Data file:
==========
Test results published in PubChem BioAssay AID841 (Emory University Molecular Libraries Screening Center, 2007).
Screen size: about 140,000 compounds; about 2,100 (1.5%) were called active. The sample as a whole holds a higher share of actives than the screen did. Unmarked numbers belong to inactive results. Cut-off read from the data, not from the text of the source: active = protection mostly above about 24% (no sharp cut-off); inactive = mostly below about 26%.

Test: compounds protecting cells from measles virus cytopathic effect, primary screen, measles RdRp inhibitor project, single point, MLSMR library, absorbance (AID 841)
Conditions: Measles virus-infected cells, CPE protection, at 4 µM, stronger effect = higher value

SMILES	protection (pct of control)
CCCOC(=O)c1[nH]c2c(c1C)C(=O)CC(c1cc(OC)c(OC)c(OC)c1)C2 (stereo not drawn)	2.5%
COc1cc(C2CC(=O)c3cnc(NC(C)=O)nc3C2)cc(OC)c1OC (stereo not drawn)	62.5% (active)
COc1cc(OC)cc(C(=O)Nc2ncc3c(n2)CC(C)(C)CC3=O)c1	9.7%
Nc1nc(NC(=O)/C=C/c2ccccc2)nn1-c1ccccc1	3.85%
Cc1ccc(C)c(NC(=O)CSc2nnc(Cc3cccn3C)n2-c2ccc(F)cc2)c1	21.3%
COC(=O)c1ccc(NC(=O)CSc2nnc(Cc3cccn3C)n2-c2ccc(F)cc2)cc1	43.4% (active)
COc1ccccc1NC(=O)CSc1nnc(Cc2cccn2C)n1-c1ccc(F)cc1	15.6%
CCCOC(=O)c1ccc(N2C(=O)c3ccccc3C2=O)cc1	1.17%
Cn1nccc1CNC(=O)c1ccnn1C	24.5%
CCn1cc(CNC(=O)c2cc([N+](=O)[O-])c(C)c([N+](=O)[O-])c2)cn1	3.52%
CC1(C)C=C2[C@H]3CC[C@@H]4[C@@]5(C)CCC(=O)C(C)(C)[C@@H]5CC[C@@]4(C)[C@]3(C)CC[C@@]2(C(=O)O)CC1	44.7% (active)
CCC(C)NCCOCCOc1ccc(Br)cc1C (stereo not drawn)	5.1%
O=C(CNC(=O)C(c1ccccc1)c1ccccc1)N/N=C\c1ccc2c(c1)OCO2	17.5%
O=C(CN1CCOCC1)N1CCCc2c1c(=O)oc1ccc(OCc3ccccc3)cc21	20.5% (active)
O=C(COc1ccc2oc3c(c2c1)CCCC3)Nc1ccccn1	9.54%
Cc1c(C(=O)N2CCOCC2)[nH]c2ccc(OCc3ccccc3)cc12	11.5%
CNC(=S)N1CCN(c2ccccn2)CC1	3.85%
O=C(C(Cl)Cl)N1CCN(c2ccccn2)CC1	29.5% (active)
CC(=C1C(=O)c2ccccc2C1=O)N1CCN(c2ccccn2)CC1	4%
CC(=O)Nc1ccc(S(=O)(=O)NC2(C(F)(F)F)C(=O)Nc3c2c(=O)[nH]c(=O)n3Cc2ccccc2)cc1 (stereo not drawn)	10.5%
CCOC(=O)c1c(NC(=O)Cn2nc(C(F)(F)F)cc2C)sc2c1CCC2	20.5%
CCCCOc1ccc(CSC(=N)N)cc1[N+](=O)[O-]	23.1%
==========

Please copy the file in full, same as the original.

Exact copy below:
Test results published in PubChem BioAssay AID841 (Emory University Molecular Libraries Screening Center, 2007).
Screen size: about 140,000 compounds; about 2,100 (1.5%) were called active. The sample as a whole holds a higher share of actives than the screen did. Unmarked numbers belong to inactive results. Cut-off read from the data, not from the text of the source: active = protection mostly above about 24% (no sharp cut-off); inactive = mostly below about 26%.

Test: compounds protecting cells from measles virus cytopathic effect, primary screen, measles RdRp inhibitor project, single point, MLSMR library, absorbance (AID 841)
Conditions: Measles virus-infected cells, CPE protection, at 4 µM, stronger effect = higher value

SMILES	protection (pct of control)
CCCOC(=O)c1[nH]c2c(c1C)C(=O)CC(c1cc(OC)c(OC)c(OC)c1)C2 (stereo not drawn)	2.5%
COc1cc(C2CC(=O)c3cnc(NC(C)=O)nc3C2)cc(OC)c1OC (stereo not drawn)	62.5% (active)
COc1cc(OC)cc(C(=O)Nc2ncc3c(n2)CC(C)(C)CC3=O)c1	9.7%
Nc1nc(NC(=O)/C=C/c2ccccc2)nn1-c1ccccc1	3.85%
Cc1ccc(C)c(NC(=O)CSc2nnc(Cc3cccn3C)n2-c2ccc(F)cc2)c1	21.3%
COC(=O)c1ccc(NC(=O)CSc2nnc(Cc3cccn3C)n2-c2ccc(F)cc2)cc1	43.4% (active)
COc1ccccc1NC(=O)CSc1nnc(Cc2cccn2C)n1-c1ccc(F)cc1	15.6%
CCCOC(=O)c1ccc(N2C(=O)c3ccccc3C2=O)cc1	1.17%
Cn1nccc1CNC(=O)c1ccnn1C	24.5%
CCn1cc(CNC(=O)c2cc([N+](=O)[O-])c(C)c([N+](=O)[O-])c2)cn1	3.52%
CC1(C)C=C2[C@H]3CC[C@@H]4[C@@]5(C)CCC(=O)C(C)(C)[C@@H]5CC[C@@]4(C)[C@]3(C)CC[C@@]2(C(=O)O)CC1	44.7% (active)
CCC(C)NCCOCCOc1ccc(Br)cc1C (stereo not drawn)	5.1%
O=C(CNC(=O)C(c1ccccc1)c1ccccc1)N/N=C\c1ccc2c(c1)OCO2	17.5%
O=C(CN1CCOCC1)N1CCCc2c1c(=O)oc1ccc(OCc3ccccc3)cc21	20.5% (active)
O=C(COc1ccc2oc3c(c2c1)CCCC3)Nc1ccccn1	9.54%
Cc1c(C(=O)N2CCOCC2)[nH]c2ccc(OCc3ccccc3)cc12	11.5%
CNC(=S)N1CCN(c2ccccn2)CC1	3.85%
O=C(C(Cl)Cl)N1CCN(c2ccccn2)CC1	29.5% (active)
CC(=C1C(=O)c2ccccc2C1=O)N1CCN(c2ccccn2)CC1	4%
CC(=O)Nc1ccc(S(=O)(=O)NC2(C(F)(F)F)C(=O)Nc3c2c(=O)[nH]c(=O)n3Cc2ccccc2)cc1 (stereo not drawn)	10.5%
CCOC(=O)c1c(NC(=O)Cn2nc(C(F)(F)F)cc2C)sc2c1CCC2	20.5%
CCCCOc1ccc(CSC(=N)N)cc1[N+](=O)[O-]	23.1%